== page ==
Gun Violence: Life without my Brother

126Today is a day I will always remember; a day with unanswered questions, and missed opportunities. On January 12th, 2011, gun violence took the life of my little brother. On this somber day, I grieve the life of a young man, a life that will never be forgotten, a life that was taken too soon. It seems just like yesterday he was teasing me about “Chillaxing” and saying “Beanie you worry too much.” I can clearly remember his voice trailing off in my head, as he used to emphasize my nickname at any given opportunity. Today, as I sit in the pain and grief of losing a loved one, I also grieve the loss of many. My brother was not an anomaly; he was a victim of gun violence.  I often think to myself, what would I do if I could see him again?

Here is my letter to Heaven:IMG_1597

Dear Jay,

Not a day goes by that I don’t miss you. I wish I could give you a hug. Like a long tight hug; embrace you, squeeze you, one more time. Kiss the top of your head, and just hold you. I would give anything for one more hug, one more look at your porcelain skin filled with freckles, and look into your deep blue eyes filled with hope and dreams. One more conversation about your big dreams, big ideas, and big life. This one moment would give me hope and closure.

Jay, these past few years have been hard. My business has been up and down. Some dark days, days where I don’t understand the violence in Chicago. Days where I sit with children’s stories of abuse and violence and I wonder, how I, as one person, can make a difference. I know that you look down on me from heaven, and you see the children, the teens, and the parents that I work with. How can I make a change? This year was the worst. You are probably looking down on me and winking, saying ” Good Luck Beanie…It’s going to be a rough one!”  j110

The violence and racism increased and it trickled down to younger children. It was a sad year, leaders placing blame and not taking responsibility for their words. These words that have so much power. Compassion and kindness getting lost and children being fueled by aggression and hate. I know you see me, but I work with gang members, aggressive kids, and children with disabilities.  I see more hate then love. You were filled with love and compassion. You always were able to ground me and make me rise above any drama to turn a bad moment into a kind moment. I need you more then ever. So I wonder, how can we change all this youth violence? It dawned on me. We need more love!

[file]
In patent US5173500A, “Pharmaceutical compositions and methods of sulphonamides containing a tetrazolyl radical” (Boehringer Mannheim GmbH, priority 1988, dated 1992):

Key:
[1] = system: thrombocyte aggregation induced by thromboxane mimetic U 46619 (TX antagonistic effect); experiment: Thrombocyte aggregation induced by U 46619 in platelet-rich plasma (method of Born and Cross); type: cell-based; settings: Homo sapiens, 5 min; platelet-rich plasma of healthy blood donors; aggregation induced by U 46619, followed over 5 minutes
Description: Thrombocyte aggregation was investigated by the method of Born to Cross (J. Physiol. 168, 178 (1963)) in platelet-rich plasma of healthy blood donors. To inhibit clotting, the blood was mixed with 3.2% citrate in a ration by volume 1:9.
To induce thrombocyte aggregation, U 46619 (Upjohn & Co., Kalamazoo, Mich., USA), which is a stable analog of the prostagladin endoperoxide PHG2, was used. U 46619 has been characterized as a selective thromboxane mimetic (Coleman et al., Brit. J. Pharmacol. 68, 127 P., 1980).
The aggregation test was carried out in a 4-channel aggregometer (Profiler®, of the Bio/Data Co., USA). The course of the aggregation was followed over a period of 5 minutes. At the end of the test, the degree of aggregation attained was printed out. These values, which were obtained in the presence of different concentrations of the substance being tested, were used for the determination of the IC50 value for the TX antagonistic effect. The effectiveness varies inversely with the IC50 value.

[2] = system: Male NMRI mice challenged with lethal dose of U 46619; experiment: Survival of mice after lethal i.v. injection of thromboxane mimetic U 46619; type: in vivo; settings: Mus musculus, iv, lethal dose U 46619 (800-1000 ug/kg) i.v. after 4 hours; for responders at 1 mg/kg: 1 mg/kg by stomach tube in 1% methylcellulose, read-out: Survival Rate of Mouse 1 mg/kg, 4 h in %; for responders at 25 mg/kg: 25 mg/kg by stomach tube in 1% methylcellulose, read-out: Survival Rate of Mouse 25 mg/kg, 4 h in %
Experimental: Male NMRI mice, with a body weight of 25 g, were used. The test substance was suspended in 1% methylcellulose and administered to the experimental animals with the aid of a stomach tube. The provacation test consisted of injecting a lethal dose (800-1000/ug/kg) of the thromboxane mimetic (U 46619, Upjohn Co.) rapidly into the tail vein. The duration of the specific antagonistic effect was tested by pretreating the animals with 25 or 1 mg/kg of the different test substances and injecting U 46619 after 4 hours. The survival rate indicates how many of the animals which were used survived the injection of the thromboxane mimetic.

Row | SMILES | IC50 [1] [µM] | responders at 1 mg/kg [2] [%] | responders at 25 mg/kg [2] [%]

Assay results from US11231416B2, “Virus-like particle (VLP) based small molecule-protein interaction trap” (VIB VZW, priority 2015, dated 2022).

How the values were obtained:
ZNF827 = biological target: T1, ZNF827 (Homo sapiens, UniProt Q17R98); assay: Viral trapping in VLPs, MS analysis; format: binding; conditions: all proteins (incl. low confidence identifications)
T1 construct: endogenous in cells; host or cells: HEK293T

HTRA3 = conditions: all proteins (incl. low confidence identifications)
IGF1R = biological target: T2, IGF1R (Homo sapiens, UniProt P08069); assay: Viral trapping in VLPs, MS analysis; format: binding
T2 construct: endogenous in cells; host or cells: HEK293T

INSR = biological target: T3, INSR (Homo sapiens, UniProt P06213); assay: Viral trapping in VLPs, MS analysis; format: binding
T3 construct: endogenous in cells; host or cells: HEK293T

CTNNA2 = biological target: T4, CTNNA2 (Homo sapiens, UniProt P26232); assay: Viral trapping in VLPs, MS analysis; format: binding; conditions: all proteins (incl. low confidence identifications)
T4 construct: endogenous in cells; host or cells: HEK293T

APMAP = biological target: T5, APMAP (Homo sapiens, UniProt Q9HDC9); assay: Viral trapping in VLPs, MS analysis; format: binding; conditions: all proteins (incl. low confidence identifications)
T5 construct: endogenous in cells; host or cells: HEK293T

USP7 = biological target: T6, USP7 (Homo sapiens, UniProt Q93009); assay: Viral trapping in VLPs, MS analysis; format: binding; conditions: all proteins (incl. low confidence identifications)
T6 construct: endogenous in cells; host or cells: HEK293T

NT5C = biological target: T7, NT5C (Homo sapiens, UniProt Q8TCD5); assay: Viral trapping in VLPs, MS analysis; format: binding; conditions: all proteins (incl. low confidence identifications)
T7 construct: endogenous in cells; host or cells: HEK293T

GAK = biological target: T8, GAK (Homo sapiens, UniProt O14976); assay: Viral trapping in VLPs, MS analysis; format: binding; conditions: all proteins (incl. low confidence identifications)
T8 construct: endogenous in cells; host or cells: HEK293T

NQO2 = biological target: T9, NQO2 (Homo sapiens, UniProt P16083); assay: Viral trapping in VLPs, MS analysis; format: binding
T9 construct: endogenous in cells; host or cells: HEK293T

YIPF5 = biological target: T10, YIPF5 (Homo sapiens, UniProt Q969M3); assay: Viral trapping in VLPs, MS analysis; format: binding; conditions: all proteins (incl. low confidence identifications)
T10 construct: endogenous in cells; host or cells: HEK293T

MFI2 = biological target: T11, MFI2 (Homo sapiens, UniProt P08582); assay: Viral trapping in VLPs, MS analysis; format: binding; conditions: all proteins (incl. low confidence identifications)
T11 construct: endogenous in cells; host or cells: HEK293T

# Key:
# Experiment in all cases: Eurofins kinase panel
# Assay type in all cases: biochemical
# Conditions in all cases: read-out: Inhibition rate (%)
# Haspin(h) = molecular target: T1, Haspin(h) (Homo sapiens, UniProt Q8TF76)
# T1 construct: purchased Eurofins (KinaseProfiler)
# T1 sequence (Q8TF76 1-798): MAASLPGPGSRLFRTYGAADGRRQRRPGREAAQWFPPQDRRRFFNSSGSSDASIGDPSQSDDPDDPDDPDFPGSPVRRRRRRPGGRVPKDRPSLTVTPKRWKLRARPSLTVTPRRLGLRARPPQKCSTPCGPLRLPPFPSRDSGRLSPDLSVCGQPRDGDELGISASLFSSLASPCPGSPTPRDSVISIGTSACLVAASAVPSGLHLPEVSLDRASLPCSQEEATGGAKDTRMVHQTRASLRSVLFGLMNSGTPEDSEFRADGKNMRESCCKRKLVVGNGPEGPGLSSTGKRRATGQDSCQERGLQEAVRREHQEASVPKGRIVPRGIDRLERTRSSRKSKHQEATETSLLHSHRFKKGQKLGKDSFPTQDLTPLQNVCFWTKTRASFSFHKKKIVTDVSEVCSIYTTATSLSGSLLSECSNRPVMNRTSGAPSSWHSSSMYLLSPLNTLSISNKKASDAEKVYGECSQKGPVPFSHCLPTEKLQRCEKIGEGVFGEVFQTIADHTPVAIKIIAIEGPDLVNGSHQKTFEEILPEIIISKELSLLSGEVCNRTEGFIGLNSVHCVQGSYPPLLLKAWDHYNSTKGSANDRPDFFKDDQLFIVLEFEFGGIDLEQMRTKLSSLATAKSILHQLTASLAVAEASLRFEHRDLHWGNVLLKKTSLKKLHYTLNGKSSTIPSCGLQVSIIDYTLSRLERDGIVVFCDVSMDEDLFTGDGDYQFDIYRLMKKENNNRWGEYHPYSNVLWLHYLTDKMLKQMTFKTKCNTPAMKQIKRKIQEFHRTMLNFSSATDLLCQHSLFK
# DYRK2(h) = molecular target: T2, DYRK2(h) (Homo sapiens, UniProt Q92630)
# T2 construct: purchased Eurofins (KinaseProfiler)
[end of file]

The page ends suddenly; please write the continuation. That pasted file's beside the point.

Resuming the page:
This year, I was talking to a young gang member and I shared your story. It was brief, but somehow and some way he saw my pain. We sat there in the middle of our session and we both cried for you. He is a beautiful, big, strong, young man, but he is violent and aggressive. Working together on his behavioral issues with school, we developed this trust and mutual respect. The other day, we talked about his issues and latest fights, and something in my soul told me to share your story. I watched a young man, an aggressive man, shed a tear for your life. I realized that your story, 6 years later, still has an impact. You give youth a chance, an idea, an experience, to see how things so good can quickly go so wrong. He said, “Ms. Kortney, I am sorry for your loss…” It stuck with him.

We need to listen more and share our stories. We need to look at each other as humans, and not stereotype or hate each other. We need to stop and acknowledge our lives and feel compassion. Regardless of how hard it becomes at Bulldog, in my darkest days, I find the light, your light, that bring youth to think about different options. As I am in pain grieving you, I am also grateful for your life. Every year, you save a life. You have changed so many lives, more than I can even recount. I dedicate my work to you. You will be forever loved and never forgotten.Jason's last Bears Game

Until we meet again….

Love you Jay,
xoxo Beanie

Kortney Peagram
Bulldog Solution, Inc.

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